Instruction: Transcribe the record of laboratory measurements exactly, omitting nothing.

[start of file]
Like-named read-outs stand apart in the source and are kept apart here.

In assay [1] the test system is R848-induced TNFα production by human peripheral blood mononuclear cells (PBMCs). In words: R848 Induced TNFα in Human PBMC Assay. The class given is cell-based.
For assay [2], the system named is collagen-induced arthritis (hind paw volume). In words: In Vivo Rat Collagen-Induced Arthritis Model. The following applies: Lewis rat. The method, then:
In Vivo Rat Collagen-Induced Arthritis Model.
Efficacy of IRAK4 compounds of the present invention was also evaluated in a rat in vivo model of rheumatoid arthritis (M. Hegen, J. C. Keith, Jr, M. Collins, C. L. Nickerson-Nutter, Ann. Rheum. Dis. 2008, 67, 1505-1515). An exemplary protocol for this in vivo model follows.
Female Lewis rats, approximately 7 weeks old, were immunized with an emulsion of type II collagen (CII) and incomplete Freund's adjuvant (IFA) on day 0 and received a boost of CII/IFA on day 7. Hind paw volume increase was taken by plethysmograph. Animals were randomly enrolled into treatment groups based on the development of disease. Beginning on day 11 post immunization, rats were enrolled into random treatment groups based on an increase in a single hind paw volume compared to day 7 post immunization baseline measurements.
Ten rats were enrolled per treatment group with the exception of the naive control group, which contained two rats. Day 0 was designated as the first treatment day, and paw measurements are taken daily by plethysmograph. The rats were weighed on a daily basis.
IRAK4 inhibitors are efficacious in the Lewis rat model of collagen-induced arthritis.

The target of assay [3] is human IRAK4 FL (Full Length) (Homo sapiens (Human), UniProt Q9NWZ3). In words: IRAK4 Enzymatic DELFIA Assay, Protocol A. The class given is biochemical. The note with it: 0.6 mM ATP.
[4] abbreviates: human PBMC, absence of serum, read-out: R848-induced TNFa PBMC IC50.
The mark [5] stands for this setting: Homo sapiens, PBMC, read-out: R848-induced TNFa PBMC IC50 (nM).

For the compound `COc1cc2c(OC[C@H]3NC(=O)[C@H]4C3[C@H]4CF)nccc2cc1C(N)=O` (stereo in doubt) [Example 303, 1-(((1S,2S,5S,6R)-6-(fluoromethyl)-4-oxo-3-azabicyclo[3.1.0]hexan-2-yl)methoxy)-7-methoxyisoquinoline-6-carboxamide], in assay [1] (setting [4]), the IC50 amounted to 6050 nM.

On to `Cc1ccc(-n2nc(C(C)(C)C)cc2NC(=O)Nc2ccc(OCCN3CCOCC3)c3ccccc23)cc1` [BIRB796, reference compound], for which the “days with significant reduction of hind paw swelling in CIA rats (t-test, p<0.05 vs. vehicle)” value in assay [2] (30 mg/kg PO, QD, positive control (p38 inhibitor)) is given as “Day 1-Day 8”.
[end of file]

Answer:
Like-named read-outs stand apart in the source and are kept apart here.

In assay [1] the test system is R848-induced TNFα production by human peripheral blood mononuclear cells (PBMCs). In words: R848 Induced TNFα in Human PBMC Assay. The class given is cell-based.
For assay [2], the system named is collagen-induced arthritis (hind paw volume). In words: In Vivo Rat Collagen-Induced Arthritis Model. The following applies: Lewis rat. The method, then:
In Vivo Rat Collagen-Induced Arthritis Model.
Efficacy of IRAK4 compounds of the present invention was also evaluated in a rat in vivo model of rheumatoid arthritis (M. Hegen, J. C. Keith, Jr, M. Collins, C. L. Nickerson-Nutter, Ann. Rheum. Dis. 2008, 67, 1505-1515). An exemplary protocol for this in vivo model follows.
Female Lewis rats, approximately 7 weeks old, were immunized with an emulsion of type II collagen (CII) and incomplete Freund's adjuvant (IFA) on day 0 and received a boost of CII/IFA on day 7. Hind paw volume increase was taken by plethysmograph. Animals were randomly enrolled into treatment groups based on the development of disease. Beginning on day 11 post immunization, rats were enrolled into random treatment groups based on an increase in a single hind paw volume compared to day 7 post immunization baseline measurements.
Ten rats were enrolled per treatment group with the exception of the naive control group, which contained two rats. Day 0 was designated as the first treatment day, and paw measurements are taken daily by plethysmograph. The rats were weighed on a daily basis.
IRAK4 inhibitors are efficacious in the Lewis rat model of collagen-induced arthritis.

The target of assay [3] is human IRAK4 FL (Full Length) (Homo sapiens (Human), UniProt Q9NWZ3). In words: IRAK4 Enzymatic DELFIA Assay, Protocol A. The class given is biochemical. The note with it: 0.6 mM ATP.
[4] abbreviates: human PBMC, absence of serum, read-out: R848-induced TNFa PBMC IC50.
The mark [5] stands for this setting: Homo sapiens, PBMC, read-out: R848-induced TNFa PBMC IC50 (nM).

For the compound `COc1cc2c(OC[C@H]3NC(=O)[C@H]4C3[C@H]4CF)nccc2cc1C(N)=O` (stereo in doubt) [Example 303, 1-(((1S,2S,5S,6R)-6-(fluoromethyl)-4-oxo-3-azabicyclo[3.1.0]hexan-2-yl)methoxy)-7-methoxyisoquinoline-6-carboxamide], in assay [1] (setting [4]), the IC50 amounted to 6050 nM.

On to `Cc1ccc(-n2nc(C(C)(C)C)cc2NC(=O)Nc2ccc(OCCN3CCOCC3)c3ccccc23)cc1` [BIRB796, reference compound], for which the “days with significant reduction of hind paw swelling in CIA rats (t-test, p<0.05 vs. vehicle)” value in assay [2] (30 mg/kg PO, QD, positive control (p38 inhibitor)) is given as “Day 1-Day 8”.